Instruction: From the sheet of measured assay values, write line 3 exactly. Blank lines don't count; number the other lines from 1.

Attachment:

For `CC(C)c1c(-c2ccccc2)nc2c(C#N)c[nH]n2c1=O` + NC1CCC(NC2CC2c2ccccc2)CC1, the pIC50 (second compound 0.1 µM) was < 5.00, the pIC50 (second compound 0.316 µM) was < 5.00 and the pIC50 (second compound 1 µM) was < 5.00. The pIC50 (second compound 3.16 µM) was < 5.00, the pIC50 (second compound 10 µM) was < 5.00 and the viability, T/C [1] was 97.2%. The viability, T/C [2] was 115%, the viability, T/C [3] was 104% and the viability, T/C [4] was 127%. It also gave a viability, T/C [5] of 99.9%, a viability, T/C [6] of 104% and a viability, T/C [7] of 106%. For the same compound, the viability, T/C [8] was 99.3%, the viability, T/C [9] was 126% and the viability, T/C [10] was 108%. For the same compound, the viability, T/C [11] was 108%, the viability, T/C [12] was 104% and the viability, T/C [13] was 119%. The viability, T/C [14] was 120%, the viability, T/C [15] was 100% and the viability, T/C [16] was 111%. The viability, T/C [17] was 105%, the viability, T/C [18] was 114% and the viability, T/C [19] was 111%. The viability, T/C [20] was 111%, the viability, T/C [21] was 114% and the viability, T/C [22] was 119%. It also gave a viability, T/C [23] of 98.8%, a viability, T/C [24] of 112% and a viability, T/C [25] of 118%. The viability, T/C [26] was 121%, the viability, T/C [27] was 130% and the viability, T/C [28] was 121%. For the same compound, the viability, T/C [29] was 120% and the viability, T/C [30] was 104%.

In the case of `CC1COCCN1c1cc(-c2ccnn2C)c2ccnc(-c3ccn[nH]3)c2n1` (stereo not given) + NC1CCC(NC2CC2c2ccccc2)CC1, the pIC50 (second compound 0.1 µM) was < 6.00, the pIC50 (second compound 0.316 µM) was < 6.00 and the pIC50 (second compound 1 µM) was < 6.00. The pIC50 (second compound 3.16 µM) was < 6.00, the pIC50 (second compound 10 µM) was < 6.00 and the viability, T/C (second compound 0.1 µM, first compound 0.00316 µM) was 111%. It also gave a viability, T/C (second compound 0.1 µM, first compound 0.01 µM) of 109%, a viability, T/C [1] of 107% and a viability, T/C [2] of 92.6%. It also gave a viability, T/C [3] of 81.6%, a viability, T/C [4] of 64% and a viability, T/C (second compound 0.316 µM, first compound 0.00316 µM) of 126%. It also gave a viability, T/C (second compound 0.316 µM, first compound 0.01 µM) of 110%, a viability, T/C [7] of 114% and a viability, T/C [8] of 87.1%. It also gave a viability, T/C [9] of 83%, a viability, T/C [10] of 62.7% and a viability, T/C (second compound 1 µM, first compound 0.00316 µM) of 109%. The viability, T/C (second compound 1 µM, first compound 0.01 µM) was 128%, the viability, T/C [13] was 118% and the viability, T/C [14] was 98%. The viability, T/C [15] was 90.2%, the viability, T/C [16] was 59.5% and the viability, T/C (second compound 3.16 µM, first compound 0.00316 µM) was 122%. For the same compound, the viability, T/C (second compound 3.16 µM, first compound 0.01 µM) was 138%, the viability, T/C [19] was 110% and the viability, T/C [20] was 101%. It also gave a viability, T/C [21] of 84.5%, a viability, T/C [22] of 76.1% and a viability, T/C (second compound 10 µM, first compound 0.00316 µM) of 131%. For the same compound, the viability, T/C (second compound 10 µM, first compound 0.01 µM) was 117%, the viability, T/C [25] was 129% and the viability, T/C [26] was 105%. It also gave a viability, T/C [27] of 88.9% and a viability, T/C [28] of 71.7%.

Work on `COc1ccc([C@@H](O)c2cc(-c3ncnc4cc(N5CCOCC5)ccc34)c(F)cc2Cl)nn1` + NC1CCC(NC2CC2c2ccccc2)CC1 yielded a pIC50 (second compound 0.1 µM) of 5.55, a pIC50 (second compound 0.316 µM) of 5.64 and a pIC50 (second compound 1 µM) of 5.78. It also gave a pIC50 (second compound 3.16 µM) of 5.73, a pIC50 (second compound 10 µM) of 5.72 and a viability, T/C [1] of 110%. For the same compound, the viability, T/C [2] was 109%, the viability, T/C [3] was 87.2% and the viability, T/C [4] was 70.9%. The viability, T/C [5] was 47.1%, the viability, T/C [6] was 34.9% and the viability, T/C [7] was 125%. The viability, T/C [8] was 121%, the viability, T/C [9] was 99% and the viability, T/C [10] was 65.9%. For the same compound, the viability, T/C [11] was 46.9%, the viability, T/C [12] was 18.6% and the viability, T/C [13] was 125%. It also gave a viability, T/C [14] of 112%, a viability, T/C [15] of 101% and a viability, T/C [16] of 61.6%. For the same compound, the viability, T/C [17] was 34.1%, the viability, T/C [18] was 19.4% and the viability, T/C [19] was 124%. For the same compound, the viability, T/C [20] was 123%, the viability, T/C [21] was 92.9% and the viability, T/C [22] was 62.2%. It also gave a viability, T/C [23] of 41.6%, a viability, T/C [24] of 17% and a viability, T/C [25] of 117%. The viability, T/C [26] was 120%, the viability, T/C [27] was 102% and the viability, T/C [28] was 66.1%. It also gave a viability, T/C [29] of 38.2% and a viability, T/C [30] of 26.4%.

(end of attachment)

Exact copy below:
Work on `COc1ccc([C@@H](O)c2cc(-c3ncnc4cc(N5CCOCC5)ccc34)c(F)cc2Cl)nn1` + NC1CCC(NC2CC2c2ccccc2)CC1 yielded a pIC50 (second compound 0.1 µM) of 5.55, a pIC50 (second compound 0.316 µM) of 5.64 and a pIC50 (second compound 1 µM) of 5.78. It also gave a pIC50 (second compound 3.16 µM) of 5.73, a pIC50 (second compound 10 µM) of 5.72 and a viability, T/C [1] of 110%. For the same compound, the viability, T/C [2] was 109%, the viability, T/C [3] was 87.2% and the viability, T/C [4] was 70.9%. The viability, T/C [5] was 47.1%, the viability, T/C [6] was 34.9% and the viability, T/C [7] was 125%. The viability, T/C [8] was 121%, the viability, T/C [9] was 99% and the viability, T/C [10] was 65.9%. For the same compound, the viability, T/C [11] was 46.9%, the viability, T/C [12] was 18.6% and the viability, T/C [13] was 125%. It also gave a viability, T/C [14] of 112%, a viability, T/C [15] of 101% and a viability, T/C [16] of 61.6%. For the same compound, the viability, T/C [17] was 34.1%, the viability, T/C [18] was 19.4% and the viability, T/C [19] was 124%. For the same compound, the viability, T/C [20] was 123%, the viability, T/C [21] was 92.9% and the viability, T/C [22] was 62.2%. It also gave a viability, T/C [23] of 41.6%, a viability, T/C [24] of 17% and a viability, T/C [25] of 117%. The viability, T/C [26] was 120%, the viability, T/C [27] was 102% and the viability, T/C [28] was 66.1%. It also gave a viability, T/C [29] of 38.2% and a viability, T/C [30] of 26.4%.